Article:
Given the popularity of tattoos, one would expect the physical effects to be well known. But in fact, the question has only recently been examined, most recently with studies that suggest that tattoo ink can leach into the lymph nodes, and that tattoos may reduce sweating. Reduced sweating impedes the body’s ability to cool off, potentially presenting problems for anyone who is heavily tattooed and exercising in the heat. But sweating aside, are there long-term risks to tattoos? Nobody really knows.
Many tattoo inks are chemically similar or even identical to commercial pigments used in printers or even paint. Are there serious adverse effects to injecting industrial paint under your skin? Nobody really knows. The largest regulator of food and personal items, the FDA, has authority over pigments used in external-use cosmetics, such as lipstick. Artificial pigments must be approved by the FDA and tested to ensure that they contain approved ingredients, but colors derived from natural sources are not tested at all. In practice, due to limited resources and a belief that cosmetics pose little health risk, approved cosmetic pigments are mostly regulated directly by the cosmetic industry.
There’s loophole, however, large enough for a body suit. The FDA only exercises oversight over cosmetic pigments used externally. Internal use, i.e. permanently inserting pigments into the skin, is not regulated by the FDA at all. In a bizarre catch-22, since the pigments are not FDA-approved for use in tattoos, and only FDA pigments are covered by the industry’s testing scheme, most inks are de facto unregulated (The FDA will act if an obvious health problem is identified). Furthermore, FDA ingredient labeling requirements only apply to products sold directly to consumers. Ink is sold wholesale in bulk to shops, so not only are the inks not FDA-approved, the ingredients are kept secret from users.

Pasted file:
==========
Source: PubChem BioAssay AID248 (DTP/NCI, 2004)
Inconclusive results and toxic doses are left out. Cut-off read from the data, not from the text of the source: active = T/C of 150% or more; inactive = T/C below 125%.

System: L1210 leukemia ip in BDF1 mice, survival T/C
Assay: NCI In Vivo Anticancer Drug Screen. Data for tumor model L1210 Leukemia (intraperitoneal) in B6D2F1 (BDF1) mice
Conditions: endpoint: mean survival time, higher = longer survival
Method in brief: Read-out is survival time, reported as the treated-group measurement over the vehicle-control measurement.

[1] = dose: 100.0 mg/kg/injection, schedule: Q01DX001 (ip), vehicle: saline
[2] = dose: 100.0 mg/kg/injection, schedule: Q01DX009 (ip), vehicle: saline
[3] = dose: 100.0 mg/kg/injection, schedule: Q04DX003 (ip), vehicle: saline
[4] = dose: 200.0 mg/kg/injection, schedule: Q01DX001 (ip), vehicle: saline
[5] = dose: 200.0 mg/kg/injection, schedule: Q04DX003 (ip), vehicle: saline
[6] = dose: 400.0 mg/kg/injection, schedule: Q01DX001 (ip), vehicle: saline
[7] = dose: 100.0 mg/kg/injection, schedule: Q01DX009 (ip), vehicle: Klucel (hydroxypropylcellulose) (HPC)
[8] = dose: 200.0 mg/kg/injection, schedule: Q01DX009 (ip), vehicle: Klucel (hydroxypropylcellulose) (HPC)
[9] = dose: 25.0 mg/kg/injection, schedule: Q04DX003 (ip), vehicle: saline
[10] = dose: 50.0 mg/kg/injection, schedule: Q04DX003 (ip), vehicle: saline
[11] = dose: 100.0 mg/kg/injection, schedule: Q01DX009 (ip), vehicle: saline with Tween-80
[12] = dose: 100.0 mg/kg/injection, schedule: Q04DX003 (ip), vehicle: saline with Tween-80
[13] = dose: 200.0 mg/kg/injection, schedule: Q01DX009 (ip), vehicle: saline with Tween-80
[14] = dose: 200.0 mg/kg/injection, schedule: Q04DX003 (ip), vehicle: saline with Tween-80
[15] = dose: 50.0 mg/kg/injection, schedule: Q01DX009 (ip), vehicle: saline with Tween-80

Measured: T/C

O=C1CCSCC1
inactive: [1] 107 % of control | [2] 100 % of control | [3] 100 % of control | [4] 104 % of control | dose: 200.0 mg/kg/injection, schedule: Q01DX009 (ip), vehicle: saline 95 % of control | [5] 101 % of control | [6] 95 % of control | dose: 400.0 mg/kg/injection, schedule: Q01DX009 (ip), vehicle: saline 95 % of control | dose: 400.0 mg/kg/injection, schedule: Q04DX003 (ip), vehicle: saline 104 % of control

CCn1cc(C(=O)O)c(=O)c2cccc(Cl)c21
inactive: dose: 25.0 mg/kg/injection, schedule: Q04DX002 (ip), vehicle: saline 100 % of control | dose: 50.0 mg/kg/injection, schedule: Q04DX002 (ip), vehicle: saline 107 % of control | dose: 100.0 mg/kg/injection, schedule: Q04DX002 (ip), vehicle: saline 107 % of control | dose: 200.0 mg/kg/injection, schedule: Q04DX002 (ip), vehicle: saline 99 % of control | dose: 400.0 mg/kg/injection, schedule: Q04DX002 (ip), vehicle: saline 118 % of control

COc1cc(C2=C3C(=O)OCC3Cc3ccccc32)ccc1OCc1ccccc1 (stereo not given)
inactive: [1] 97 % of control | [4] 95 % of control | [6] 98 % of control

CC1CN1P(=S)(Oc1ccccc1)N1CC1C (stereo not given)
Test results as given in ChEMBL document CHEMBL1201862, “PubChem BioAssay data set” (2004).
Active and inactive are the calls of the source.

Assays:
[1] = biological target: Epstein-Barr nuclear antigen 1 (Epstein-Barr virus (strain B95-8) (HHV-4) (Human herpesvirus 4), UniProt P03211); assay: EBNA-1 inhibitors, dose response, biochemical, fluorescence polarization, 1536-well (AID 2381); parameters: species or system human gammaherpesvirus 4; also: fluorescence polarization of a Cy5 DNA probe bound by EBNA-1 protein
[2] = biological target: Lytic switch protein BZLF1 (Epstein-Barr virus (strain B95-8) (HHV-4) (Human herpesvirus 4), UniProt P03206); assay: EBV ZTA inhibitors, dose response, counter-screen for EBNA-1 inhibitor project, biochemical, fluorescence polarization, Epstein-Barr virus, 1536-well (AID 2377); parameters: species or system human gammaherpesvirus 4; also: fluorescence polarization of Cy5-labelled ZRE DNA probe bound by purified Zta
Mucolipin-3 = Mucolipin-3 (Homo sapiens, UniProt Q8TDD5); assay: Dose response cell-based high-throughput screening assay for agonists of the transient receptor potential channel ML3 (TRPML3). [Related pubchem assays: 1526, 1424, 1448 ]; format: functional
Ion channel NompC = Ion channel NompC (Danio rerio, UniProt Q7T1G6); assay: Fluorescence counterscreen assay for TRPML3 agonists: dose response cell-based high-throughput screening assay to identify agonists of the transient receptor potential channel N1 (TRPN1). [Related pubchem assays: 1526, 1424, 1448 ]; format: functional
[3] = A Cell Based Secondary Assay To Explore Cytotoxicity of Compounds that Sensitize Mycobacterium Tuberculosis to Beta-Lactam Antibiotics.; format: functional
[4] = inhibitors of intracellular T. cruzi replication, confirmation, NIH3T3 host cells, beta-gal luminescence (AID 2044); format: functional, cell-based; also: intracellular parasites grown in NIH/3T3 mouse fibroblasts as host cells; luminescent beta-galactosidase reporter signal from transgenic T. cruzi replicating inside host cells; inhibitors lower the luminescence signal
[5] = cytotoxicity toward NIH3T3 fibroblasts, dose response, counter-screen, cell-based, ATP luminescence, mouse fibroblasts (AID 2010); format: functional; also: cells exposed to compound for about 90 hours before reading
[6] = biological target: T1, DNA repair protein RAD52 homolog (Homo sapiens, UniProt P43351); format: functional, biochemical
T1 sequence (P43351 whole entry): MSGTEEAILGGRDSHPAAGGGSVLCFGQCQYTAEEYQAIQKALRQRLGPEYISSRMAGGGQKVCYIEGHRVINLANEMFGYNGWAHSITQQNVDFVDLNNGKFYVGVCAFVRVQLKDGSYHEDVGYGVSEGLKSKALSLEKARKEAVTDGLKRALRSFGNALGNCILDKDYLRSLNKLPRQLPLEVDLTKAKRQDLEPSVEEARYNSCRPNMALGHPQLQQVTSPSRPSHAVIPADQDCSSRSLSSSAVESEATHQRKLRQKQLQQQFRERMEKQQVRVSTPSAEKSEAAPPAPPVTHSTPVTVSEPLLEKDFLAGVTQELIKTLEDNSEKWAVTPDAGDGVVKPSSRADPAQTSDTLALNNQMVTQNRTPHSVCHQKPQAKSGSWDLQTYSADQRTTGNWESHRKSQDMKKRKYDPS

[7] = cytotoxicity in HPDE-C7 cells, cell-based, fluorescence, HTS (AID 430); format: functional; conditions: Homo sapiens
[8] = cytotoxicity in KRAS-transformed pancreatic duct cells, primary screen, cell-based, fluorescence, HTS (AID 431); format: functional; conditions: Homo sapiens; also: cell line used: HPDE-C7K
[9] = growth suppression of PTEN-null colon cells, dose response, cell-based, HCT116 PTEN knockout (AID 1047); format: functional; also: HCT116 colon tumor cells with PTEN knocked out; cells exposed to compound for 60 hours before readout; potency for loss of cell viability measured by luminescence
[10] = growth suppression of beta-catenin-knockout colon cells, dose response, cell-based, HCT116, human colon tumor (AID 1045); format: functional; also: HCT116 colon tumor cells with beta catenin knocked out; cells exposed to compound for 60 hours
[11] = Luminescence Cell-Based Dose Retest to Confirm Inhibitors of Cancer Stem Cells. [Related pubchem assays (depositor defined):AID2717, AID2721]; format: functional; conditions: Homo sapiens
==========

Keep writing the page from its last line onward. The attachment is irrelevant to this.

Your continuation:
That leaves the regulation of tattoos to the states, where there is enormous variability in oversight. Many states, not all, have some regulations regarding the practice of tattooing, but there are few regulations regarding the contents or safety of the ink. Research regarding long-term effects of modern pigments or how pigments react when tattoos are removed is almost completely lacking.
As things currently stand, there is not yet evidence of long term harm to most tattoo recipients, nor does the sweating study provide evidence of risk. While there have been a few infections caused by unsterile ink, licensed artists are mostly conscientious and infection transmission through tattoos is uncommon. (The infection rate is higher in informal settings such as prisons, or friends’ basements.) However, the rate of allergic or other poor reactions has been increasing. Tattooing is an ancient practice, but the modern explosion of tattoo popularity and chemical pigments takes the health risks into unknown territory.